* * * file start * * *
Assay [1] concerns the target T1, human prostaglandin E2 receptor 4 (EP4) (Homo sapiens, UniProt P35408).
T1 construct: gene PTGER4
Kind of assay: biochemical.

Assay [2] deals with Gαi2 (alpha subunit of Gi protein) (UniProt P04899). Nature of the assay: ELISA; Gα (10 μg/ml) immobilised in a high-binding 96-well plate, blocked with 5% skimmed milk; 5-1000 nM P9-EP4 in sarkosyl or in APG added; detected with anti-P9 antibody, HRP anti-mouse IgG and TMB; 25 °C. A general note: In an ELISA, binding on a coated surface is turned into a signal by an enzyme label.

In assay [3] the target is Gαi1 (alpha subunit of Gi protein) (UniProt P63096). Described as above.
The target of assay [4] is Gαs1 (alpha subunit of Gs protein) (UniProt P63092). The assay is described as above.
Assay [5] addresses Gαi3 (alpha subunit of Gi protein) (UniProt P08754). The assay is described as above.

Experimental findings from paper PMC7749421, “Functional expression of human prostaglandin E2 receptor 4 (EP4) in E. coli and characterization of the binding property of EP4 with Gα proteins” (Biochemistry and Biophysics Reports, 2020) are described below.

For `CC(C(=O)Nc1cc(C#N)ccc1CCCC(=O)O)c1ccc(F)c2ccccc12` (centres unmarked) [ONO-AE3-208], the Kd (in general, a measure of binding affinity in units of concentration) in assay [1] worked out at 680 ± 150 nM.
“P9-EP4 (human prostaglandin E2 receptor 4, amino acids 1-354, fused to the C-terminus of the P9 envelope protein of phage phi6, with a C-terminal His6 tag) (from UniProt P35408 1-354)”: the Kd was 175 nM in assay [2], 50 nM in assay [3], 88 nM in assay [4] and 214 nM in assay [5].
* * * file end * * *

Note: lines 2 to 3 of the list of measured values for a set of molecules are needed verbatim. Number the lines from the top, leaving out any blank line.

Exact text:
T1 construct: gene PTGER4
Kind of assay: biochemical.